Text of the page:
NEW YORK (Reuters) - Serena Williams took her first step toward a record-equaling 24th Grand Slam title on Tuesday by defeating Kristie Ahn 7-5 6-3 in the first round of the U.S. Open.
The 38-year-old showed signs of nervousness early on, double faulting twice to hand her opponent the first game before going 2-0 down after a routine hold from Ahn.
But Williams fought back, winning three straight games before breaking Ahn’s serve to close out the first set.
Ahn broke the third seed’s serve to start the second but Williams quickly found her footing, firing off 13 aces and 28 winners during the match while harnessing her powerful return to keep her opponent on the run.
A final serve forced Ahn into an error as Williams claimed a record 102nd U.S. Open match victory, her first straight-sets win since the sport returned from the COVID-19 shutdown.
Williams, who next faces Margarita Gasparyan of Russia, told reporters she struggled to find her rhythm at first as Ahn displayed impressive versatility.
“She really strikes the ball really hard. She mixes up a lot. She plays a lot of the different shots,” said Williams.
“You don’t really know what to expect.”
In typical fashion, Williams used her powerful serve to gain the advantage, winning 85% of her first-serve points with a fastest serve of 124 mph.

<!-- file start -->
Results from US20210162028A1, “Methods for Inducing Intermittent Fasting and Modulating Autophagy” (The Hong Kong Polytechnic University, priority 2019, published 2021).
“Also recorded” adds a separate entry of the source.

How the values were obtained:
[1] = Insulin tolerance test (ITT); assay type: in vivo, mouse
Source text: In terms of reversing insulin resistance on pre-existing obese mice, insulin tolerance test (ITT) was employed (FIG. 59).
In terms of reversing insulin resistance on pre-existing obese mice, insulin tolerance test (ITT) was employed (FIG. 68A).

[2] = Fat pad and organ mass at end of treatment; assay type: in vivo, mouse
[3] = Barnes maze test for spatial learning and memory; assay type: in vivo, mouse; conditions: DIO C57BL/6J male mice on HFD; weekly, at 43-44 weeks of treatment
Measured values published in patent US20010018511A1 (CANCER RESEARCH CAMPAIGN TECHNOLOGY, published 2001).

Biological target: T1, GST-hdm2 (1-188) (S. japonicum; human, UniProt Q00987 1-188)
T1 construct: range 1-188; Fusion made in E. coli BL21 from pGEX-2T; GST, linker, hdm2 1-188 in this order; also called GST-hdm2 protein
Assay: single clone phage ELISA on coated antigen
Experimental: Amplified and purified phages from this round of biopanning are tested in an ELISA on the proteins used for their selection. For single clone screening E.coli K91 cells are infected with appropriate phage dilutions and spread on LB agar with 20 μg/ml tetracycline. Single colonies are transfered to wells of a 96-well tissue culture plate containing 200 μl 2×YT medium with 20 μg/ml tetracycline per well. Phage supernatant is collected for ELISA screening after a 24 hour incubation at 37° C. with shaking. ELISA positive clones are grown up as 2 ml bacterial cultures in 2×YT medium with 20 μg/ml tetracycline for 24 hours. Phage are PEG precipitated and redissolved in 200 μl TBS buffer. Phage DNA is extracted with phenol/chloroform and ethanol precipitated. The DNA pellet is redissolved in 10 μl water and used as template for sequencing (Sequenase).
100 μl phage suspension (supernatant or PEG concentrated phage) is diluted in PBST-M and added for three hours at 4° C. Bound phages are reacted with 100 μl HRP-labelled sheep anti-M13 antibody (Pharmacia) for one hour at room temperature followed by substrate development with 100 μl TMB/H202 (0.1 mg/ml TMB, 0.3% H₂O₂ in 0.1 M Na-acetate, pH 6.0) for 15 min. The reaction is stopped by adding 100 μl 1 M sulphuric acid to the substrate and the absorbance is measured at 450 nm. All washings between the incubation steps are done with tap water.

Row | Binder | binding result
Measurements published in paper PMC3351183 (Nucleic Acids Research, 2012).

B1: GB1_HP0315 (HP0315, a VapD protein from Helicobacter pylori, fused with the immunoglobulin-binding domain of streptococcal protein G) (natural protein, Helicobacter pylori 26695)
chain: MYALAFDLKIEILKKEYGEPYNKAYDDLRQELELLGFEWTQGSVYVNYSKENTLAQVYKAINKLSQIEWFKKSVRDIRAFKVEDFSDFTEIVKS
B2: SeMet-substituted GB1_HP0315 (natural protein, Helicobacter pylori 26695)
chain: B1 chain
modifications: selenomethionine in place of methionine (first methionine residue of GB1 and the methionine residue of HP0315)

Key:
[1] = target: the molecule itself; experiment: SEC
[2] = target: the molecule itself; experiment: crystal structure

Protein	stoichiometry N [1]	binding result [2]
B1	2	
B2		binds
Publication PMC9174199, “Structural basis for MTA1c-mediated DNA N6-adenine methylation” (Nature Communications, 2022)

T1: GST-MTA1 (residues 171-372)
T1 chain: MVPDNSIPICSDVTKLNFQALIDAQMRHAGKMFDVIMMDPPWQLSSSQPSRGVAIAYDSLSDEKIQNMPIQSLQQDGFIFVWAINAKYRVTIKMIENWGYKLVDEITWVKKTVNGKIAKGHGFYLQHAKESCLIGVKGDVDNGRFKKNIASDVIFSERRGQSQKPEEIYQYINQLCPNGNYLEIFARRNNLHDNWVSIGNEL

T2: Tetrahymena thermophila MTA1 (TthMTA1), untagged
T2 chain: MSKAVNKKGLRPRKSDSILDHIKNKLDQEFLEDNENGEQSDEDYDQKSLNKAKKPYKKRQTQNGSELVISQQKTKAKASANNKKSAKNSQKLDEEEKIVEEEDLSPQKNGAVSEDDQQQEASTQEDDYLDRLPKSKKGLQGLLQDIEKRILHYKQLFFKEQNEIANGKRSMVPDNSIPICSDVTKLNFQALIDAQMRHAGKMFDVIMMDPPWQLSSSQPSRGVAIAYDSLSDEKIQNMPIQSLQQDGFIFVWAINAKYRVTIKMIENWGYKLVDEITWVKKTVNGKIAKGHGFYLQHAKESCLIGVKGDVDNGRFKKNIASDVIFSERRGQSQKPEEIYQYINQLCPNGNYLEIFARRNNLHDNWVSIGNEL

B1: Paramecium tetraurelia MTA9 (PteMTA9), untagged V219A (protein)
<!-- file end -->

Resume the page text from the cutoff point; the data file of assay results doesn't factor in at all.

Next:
One of the most popular headliners at Flushing Meadows every year, she faced empty stands inside Arthur Ashe Stadium with spectators barred from the Billie Jean King National Tennis Center due to concerns over the ongoing COVID-19 outbreak.
“The hardest is making sure you stay pumped,” Williams said, reflecting on the lack of fans. “For me it was clearly easy because I’m always overly passionate. I love being passionate. It’s what I’m best at.”
Williams, who reached the final of the U.S. Open in her last two campaigns, is gunning for her first Grand Slam title since 2017 to equal Margaret Court’s record in a depleted field in which six of the top 10 players are not competing this year.
She had a frustrating stretch of performances leading up to the tournament, losing in the Top Seed Open quarter-finals before crashing out of the Western & Southern Open in the third round.
“I’ve been losing matches on literally one point that could swing a match a different way. I’ve been playing a ton of tight matches,” Williams said.
“I felt like, all right, I just wanted to be Serena focused from the first point to the last point no matter what happens.”
Reporting by Amy Tennery; Editing by Sam Holmes, Stephen Coates and Peter Rutherford
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